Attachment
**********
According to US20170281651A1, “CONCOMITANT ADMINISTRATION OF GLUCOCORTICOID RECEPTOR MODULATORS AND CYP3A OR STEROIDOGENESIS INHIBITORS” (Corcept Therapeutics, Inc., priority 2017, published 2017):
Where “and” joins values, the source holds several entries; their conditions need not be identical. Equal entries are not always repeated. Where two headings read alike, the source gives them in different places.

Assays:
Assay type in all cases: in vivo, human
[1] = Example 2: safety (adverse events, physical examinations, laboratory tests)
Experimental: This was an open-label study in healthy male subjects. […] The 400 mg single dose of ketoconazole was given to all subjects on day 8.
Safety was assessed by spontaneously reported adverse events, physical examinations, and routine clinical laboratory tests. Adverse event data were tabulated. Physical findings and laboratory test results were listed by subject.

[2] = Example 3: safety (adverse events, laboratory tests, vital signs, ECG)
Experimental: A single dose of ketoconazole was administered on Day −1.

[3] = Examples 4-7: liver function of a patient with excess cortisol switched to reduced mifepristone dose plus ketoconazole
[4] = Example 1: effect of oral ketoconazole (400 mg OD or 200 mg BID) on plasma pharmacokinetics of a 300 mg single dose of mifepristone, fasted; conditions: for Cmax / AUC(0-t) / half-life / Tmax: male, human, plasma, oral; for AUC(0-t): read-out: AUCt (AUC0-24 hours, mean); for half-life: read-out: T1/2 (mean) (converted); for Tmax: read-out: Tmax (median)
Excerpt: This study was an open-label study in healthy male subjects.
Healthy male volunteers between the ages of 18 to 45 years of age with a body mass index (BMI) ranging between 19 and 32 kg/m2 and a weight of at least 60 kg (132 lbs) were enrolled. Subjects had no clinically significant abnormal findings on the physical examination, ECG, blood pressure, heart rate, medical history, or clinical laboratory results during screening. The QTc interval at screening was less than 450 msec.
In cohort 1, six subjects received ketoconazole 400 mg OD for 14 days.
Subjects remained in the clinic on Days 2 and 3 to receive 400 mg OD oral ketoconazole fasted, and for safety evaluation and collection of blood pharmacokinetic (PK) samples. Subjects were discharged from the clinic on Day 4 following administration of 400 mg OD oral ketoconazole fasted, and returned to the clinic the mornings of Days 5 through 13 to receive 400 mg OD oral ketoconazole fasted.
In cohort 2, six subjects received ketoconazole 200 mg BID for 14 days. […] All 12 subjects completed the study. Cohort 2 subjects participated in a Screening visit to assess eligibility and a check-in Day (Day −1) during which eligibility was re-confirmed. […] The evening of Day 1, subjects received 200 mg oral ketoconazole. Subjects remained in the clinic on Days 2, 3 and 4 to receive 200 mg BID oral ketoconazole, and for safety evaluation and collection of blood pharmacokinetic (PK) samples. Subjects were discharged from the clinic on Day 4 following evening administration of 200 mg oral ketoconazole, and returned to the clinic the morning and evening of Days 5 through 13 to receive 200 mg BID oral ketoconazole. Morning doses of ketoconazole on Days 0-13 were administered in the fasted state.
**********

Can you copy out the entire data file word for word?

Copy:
According to US20170281651A1, “CONCOMITANT ADMINISTRATION OF GLUCOCORTICOID RECEPTOR MODULATORS AND CYP3A OR STEROIDOGENESIS INHIBITORS” (Corcept Therapeutics, Inc., priority 2017, published 2017):
Where “and” joins values, the source holds several entries; their conditions need not be identical. Equal entries are not always repeated. Where two headings read alike, the source gives them in different places.

Assays:
Assay type in all cases: in vivo, human
[1] = Example 2: safety (adverse events, physical examinations, laboratory tests)
Experimental: This was an open-label study in healthy male subjects. […] The 400 mg single dose of ketoconazole was given to all subjects on day 8.
Safety was assessed by spontaneously reported adverse events, physical examinations, and routine clinical laboratory tests. Adverse event data were tabulated. Physical findings and laboratory test results were listed by subject.

[2] = Example 3: safety (adverse events, laboratory tests, vital signs, ECG)
Experimental: A single dose of ketoconazole was administered on Day −1.

[3] = Examples 4-7: liver function of a patient with excess cortisol switched to reduced mifepristone dose plus ketoconazole
[4] = Example 1: effect of oral ketoconazole (400 mg OD or 200 mg BID) on plasma pharmacokinetics of a 300 mg single dose of mifepristone, fasted; conditions: for Cmax / AUC(0-t) / half-life / Tmax: male, human, plasma, oral; for AUC(0-t): read-out: AUCt (AUC0-24 hours, mean); for half-life: read-out: T1/2 (mean) (converted); for Tmax: read-out: Tmax (median)
Excerpt: This study was an open-label study in healthy male subjects.
Healthy male volunteers between the ages of 18 to 45 years of age with a body mass index (BMI) ranging between 19 and 32 kg/m2 and a weight of at least 60 kg (132 lbs) were enrolled. Subjects had no clinically significant abnormal findings on the physical examination, ECG, blood pressure, heart rate, medical history, or clinical laboratory results during screening. The QTc interval at screening was less than 450 msec.
In cohort 1, six subjects received ketoconazole 400 mg OD for 14 days.
Subjects remained in the clinic on Days 2 and 3 to receive 400 mg OD oral ketoconazole fasted, and for safety evaluation and collection of blood pharmacokinetic (PK) samples. Subjects were discharged from the clinic on Day 4 following administration of 400 mg OD oral ketoconazole fasted, and returned to the clinic the mornings of Days 5 through 13 to receive 400 mg OD oral ketoconazole fasted.
In cohort 2, six subjects received ketoconazole 200 mg BID for 14 days. […] All 12 subjects completed the study. Cohort 2 subjects participated in a Screening visit to assess eligibility and a check-in Day (Day −1) during which eligibility was re-confirmed. […] The evening of Day 1, subjects received 200 mg oral ketoconazole. Subjects remained in the clinic on Days 2, 3 and 4 to receive 200 mg BID oral ketoconazole, and for safety evaluation and collection of blood pharmacokinetic (PK) samples. Subjects were discharged from the clinic on Day 4 following evening administration of 200 mg oral ketoconazole, and returned to the clinic the morning and evening of Days 5 through 13 to receive 200 mg BID oral ketoconazole. Morning doses of ketoconazole on Days 0-13 were administered in the fasted state.